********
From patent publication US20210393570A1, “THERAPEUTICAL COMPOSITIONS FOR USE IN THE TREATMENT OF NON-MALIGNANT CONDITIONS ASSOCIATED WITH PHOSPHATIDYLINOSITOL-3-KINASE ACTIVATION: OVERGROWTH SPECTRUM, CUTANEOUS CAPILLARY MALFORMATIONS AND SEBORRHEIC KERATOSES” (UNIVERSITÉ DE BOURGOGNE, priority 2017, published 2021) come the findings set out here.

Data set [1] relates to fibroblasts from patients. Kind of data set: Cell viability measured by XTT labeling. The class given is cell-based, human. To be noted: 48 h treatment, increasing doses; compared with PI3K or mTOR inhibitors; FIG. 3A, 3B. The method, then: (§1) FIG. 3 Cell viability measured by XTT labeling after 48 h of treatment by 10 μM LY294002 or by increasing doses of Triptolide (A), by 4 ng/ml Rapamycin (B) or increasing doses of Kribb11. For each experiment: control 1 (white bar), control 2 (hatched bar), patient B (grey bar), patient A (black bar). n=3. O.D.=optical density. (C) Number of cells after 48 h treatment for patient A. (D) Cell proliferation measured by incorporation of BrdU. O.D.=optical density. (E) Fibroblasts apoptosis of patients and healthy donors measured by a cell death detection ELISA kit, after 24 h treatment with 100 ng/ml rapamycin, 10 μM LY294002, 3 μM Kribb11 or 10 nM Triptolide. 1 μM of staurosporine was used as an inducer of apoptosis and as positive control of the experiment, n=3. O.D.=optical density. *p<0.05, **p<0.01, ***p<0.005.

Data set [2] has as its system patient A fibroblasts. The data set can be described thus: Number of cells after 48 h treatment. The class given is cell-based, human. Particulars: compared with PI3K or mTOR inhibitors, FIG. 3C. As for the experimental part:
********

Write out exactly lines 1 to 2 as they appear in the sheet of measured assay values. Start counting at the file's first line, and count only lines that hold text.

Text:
From patent publication US20210393570A1, “THERAPEUTICAL COMPOSITIONS FOR USE IN THE TREATMENT OF NON-MALIGNANT CONDITIONS ASSOCIATED WITH PHOSPHATIDYLINOSITOL-3-KINASE ACTIVATION: OVERGROWTH SPECTRUM, CUTANEOUS CAPILLARY MALFORMATIONS AND SEBORRHEIC KERATOSES” (UNIVERSITÉ DE BOURGOGNE, priority 2017, published 2021) come the findings set out here.

Data set [1] relates to fibroblasts from patients. Kind of data set: Cell viability measured by XTT labeling. The class given is cell-based, human. To be noted: 48 h treatment, increasing doses; compared with PI3K or mTOR inhibitors; FIG. 3A, 3B. The method, then: (§1) FIG. 3 Cell viability measured by XTT labeling after 48 h of treatment by 10 μM LY294002 or by increasing doses of Triptolide (A), by 4 ng/ml Rapamycin (B) or increasing doses of Kribb11. For each experiment: control 1 (white bar), control 2 (hatched bar), patient B (grey bar), patient A (black bar). n=3. O.D.=optical density. (C) Number of cells after 48 h treatment for patient A. (D) Cell proliferation measured by incorporation of BrdU. O.D.=optical density. (E) Fibroblasts apoptosis of patients and healthy donors measured by a cell death detection ELISA kit, after 24 h treatment with 100 ng/ml rapamycin, 10 μM LY294002, 3 μM Kribb11 or 10 nM Triptolide. 1 μM of staurosporine was used as an inducer of apoptosis and as positive control of the experiment, n=3. O.D.=optical density. *p<0.05, **p<0.01, ***p<0.005.